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Razer’s First Wireless Desktop Keyboard Offers “Hyperspeed” Dongle and Bluetooth

Razer Blackwidow V3 Pro

In ages past, PC gamers shunned wireless connections, fearing the blight of spotty performance and input lag. But the new day is dawned, and now you can find wireless gaming inputs so fast that it’s straight-up impossible for humans to tell the difference between wired and wireless. So it’s about time that Razer’s BlackWidow came with a cable-free option.

Technically the BlackWidow V3 Pro isn’t Razer’s first wireless keyboard, but it’s certainly the first that’s meant for a gaming PC, since the original Turret and Turret for Xbox One were moue-keyboard combos meant for gaming on the couch. The new BlackWidow is all-desktop, all the time, with a full-width 10-key area and a dedicated dial with media keys. The tweaked body is full aluminum with an included “leatherette” wrist rest.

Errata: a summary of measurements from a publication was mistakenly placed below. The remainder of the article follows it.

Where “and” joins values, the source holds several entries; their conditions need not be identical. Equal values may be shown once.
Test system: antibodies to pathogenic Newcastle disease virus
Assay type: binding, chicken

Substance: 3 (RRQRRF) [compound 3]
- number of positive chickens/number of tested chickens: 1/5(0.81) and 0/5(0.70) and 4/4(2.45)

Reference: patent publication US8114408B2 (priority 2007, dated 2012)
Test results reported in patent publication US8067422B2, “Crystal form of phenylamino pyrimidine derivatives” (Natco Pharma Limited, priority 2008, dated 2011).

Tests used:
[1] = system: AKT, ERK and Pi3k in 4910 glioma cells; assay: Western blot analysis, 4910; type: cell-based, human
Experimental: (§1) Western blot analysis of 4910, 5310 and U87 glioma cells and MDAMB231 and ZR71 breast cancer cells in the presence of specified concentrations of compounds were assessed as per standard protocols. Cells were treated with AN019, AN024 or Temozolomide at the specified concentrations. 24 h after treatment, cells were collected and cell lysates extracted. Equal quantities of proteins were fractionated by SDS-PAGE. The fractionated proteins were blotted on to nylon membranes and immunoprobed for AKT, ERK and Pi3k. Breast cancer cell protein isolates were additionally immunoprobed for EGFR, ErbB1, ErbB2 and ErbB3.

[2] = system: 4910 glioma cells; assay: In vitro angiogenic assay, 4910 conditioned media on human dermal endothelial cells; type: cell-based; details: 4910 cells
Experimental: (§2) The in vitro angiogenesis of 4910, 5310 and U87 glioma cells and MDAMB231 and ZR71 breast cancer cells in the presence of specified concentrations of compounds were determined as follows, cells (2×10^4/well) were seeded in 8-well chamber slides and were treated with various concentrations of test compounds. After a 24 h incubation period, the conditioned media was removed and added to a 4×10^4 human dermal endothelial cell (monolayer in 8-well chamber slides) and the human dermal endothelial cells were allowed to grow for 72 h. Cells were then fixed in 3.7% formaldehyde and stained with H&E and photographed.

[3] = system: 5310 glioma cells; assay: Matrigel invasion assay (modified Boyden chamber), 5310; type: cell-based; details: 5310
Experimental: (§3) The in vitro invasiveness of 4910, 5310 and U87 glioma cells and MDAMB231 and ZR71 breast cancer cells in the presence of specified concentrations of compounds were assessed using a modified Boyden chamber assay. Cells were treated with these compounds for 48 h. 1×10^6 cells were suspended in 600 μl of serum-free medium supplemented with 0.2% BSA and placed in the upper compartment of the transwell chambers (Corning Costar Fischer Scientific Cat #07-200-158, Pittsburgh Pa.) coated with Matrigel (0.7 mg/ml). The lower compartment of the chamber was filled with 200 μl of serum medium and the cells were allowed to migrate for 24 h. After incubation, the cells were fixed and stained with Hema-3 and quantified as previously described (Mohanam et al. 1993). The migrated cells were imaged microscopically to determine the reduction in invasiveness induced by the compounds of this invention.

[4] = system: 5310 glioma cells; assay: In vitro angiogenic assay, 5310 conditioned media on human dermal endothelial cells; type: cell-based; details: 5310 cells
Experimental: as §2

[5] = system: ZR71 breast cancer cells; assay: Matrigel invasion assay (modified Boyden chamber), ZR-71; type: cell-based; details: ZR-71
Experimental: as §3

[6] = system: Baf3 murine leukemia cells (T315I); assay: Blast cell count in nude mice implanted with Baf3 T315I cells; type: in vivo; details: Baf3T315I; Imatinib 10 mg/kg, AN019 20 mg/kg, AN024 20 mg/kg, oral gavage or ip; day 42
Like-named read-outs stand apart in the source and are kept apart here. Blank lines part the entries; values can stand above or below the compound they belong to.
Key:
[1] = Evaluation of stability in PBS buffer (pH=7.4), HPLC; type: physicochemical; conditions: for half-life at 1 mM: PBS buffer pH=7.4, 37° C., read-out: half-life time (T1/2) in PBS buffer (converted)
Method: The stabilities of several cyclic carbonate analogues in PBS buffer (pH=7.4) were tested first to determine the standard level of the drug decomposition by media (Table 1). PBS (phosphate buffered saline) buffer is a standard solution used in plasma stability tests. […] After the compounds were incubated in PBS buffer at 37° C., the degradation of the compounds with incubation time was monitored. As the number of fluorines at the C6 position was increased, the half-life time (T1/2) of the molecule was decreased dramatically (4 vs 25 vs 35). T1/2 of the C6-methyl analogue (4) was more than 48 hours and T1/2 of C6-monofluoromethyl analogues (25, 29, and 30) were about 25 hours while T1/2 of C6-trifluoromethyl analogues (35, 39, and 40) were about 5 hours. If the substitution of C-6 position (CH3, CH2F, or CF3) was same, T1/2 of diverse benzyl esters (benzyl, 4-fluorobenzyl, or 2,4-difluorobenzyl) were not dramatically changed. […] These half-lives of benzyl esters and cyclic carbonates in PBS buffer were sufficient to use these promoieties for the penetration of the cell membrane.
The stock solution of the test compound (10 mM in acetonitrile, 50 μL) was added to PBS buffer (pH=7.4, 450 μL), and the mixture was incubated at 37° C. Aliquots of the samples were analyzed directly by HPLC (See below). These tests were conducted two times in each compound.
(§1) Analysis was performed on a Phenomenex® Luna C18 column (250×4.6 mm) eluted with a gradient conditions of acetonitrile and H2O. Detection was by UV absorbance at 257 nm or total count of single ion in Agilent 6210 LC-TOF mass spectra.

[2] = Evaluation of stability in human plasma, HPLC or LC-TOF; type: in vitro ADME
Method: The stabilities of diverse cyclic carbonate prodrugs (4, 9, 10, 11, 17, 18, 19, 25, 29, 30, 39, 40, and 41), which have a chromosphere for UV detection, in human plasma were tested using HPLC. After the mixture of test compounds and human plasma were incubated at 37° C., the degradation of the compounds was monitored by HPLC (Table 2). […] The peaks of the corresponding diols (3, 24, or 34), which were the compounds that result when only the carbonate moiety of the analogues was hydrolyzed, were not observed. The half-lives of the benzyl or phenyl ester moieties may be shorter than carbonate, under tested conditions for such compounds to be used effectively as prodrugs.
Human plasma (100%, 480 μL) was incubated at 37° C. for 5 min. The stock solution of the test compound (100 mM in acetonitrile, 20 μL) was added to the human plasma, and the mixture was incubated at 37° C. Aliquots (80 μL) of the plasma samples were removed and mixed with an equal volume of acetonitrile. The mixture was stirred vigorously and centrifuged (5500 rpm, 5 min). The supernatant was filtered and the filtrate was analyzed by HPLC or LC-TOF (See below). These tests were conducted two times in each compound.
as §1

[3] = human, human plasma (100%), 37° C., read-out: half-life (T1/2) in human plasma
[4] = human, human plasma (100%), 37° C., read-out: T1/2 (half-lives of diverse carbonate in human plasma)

The box comes with a USB-A dongle that connects via Razer’s proprietary Hyperspeed wireless, which the company claims is 25% faster than any competitor’s option, with less than 200 millionths of a second between the keyboard registering input and the dongle send it to your computer. The BlackWidow V3 Pro can also connect over standard Bluetooth or USB-C, with on-the-fly switching between up to three devices.

Naturally the keyboard can be programmed with Razer’s Synapse software, which also handles the RGB lighting. Oddly, there’s no mention of battery life. The keyboard is going for a hefty price of $230, offered with Razer’s green (clicky) or yellow (linear, “silent”) switches. If you want high-quality PBT keycaps with your very expensive keyboard, you’ll have tobuy them separately for $30.

Razer also announced new Hyperspeed wireless versions of the Deathadder mouse ($130) and Blackshark headset ($180). All three are shipping now.  ‘

Source: Razer via Gizmodo

Michael Crider Michael Crider
Michael Crider has been writing about computers, phones, video games, and general nerdy things on the internet for ten years. He’s never happier than when he’s tinkering with his home-built desktop or soldering a new keyboard. Read Full Bio »